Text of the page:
Signs and symptoms
Changes in the mucus pattern and small rise in basal body temperature are the most common symptoms that occur during ovulation.
Ovulation time can be predicted by various signs, which may vary from woman to woman. Some woman can distinctly feel the changes during ovulation while others may not able to discern the changes. Changes in the cervix, cervical mucus pattern and slight rise in basal body temperature are the common signs experienced by most women. Some women may also experience secondary symptoms like ovulation pain, increased sex drive and heightened sense of smell.
Common signs of ovulation which helps to predict the time of ovulation are as follows:
- Changes in the cervical mucus: For a few days after menstruation, the woman does not feel any vaginal discharge. Around the time of ovulation, the mucus discharge becomes clear, slippery and stretches without breaking. This mucus resembles the white of the egg and is present for a day or more. During the later parts of the cycle, the cervical mucus becomes sticky and cloudy.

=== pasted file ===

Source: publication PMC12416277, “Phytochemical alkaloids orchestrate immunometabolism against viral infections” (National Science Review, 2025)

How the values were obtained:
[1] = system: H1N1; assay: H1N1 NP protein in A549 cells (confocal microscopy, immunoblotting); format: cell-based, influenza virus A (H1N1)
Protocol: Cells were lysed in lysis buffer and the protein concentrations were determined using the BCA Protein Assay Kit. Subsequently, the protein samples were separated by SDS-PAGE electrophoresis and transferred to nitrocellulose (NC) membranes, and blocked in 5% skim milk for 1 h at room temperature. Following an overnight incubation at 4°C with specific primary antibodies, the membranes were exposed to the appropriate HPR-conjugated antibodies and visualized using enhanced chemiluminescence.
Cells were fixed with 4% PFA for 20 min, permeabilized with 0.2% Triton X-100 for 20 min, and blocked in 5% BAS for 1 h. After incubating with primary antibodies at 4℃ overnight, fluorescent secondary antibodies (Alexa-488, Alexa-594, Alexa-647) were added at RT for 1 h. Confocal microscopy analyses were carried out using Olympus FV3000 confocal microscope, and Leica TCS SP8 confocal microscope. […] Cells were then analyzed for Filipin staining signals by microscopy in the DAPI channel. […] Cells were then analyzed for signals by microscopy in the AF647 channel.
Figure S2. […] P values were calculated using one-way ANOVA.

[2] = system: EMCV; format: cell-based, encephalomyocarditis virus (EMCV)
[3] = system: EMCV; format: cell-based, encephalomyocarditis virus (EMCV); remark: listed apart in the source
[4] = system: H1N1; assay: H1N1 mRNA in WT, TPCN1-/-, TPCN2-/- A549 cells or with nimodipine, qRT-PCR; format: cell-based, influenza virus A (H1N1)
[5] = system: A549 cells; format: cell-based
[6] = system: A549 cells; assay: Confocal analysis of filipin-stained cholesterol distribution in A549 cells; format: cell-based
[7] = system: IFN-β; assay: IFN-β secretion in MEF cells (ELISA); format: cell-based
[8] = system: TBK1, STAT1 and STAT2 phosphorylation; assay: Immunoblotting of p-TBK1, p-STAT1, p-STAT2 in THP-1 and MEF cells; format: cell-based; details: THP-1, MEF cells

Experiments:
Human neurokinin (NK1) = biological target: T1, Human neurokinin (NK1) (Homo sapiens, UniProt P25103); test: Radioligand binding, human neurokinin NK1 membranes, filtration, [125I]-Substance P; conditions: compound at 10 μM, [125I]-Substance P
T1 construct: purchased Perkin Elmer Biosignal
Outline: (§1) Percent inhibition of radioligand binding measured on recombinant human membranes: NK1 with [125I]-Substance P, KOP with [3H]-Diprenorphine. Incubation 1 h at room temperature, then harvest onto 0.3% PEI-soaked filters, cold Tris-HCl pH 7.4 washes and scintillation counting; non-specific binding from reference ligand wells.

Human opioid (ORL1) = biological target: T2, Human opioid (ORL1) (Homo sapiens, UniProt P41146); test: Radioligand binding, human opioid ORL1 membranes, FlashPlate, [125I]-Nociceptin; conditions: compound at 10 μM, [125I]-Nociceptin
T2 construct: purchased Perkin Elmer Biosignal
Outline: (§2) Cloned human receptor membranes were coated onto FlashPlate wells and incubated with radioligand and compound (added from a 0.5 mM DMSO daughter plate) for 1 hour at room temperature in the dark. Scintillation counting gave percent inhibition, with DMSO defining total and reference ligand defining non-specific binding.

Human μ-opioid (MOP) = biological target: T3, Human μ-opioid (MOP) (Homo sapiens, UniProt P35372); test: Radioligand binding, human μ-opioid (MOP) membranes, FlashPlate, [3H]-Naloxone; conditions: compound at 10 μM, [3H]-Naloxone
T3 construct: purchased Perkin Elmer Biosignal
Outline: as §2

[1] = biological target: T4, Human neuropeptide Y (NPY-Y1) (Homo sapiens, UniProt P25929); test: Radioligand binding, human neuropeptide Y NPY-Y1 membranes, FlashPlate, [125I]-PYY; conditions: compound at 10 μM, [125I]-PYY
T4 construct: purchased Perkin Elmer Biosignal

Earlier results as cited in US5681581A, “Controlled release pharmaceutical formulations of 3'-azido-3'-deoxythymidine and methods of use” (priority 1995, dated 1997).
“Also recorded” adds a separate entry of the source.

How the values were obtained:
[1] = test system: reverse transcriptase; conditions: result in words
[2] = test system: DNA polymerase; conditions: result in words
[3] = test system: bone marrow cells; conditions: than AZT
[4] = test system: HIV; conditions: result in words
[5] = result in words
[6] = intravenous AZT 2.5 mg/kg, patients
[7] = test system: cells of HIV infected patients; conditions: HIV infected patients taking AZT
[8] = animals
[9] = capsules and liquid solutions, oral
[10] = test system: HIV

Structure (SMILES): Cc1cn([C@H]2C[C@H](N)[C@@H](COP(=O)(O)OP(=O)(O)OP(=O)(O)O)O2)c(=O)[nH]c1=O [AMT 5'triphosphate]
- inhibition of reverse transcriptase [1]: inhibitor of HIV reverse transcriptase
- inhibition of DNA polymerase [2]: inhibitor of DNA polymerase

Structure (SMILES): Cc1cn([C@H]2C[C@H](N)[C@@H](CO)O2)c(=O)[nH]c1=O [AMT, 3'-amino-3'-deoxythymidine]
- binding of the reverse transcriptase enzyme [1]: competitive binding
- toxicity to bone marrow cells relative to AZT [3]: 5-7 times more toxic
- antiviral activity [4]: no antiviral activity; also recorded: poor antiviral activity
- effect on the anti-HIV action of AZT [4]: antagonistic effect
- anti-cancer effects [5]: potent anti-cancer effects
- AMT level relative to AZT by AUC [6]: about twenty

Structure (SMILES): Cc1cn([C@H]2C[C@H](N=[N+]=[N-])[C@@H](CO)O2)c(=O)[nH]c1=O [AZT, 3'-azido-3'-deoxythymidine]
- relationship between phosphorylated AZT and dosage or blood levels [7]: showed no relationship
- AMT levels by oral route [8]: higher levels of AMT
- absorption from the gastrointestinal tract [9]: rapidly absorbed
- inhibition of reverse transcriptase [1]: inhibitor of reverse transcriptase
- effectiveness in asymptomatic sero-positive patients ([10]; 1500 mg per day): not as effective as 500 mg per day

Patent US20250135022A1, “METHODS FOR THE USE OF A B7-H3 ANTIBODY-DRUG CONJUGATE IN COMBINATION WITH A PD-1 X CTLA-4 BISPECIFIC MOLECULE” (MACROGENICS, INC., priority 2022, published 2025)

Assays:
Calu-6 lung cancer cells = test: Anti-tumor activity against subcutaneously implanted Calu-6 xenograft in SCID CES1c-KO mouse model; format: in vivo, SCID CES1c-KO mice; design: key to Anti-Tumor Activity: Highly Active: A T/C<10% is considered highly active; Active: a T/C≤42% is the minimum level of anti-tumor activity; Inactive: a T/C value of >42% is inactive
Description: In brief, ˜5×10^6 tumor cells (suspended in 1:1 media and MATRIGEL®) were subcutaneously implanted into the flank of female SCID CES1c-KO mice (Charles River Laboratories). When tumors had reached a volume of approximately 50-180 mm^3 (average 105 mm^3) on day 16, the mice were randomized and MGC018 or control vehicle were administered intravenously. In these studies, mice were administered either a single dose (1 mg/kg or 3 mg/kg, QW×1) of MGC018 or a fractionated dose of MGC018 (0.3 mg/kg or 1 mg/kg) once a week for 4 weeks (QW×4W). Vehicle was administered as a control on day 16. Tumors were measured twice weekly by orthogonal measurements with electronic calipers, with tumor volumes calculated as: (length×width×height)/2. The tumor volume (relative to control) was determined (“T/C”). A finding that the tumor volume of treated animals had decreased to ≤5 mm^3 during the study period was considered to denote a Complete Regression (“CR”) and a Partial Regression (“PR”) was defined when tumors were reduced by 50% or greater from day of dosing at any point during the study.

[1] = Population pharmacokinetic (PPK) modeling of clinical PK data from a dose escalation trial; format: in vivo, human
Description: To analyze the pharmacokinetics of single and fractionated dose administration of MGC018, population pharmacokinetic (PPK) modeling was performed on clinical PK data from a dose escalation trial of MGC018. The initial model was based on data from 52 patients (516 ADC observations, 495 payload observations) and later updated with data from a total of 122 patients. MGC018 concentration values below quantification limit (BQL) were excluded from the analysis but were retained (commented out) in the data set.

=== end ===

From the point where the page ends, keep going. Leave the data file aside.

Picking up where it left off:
- Change in cervical position and firmness: A woman can be taught to appreciate changes in the cervix associated with ovulation. The cervix is the tubular part of the uterus that projects into the vagina. Around the period of ovulation, the cervix becomes soft, wet, open and is positioned slightly high. After ovulation, the cervix will be hard, closed and low.
- Change in basal body temperature: The basal body temperature is the temperature measured just before the woman gets out of bed in the morning. For most women, due to hormonal changes, a slight rise in basal body temperature is observed during ovulation.
Less common symptoms associated with ovulation are:
- Signs of Ovulation - (https://americanpregnancy.org/getting-pregnant/signs-of-ovulation/)
- Contraception - (https://www.cdc.gov/reproductivehealth/contraception/index.htm)
- The Ovulation Method: Natural Family Planning - By John Billings
- A Clinical Guide for Contraception - By Leon Speroff, Philip D. Darney
- Women's Health: A Practical Guide for Healthcare Professionals - By Sarah Bekaert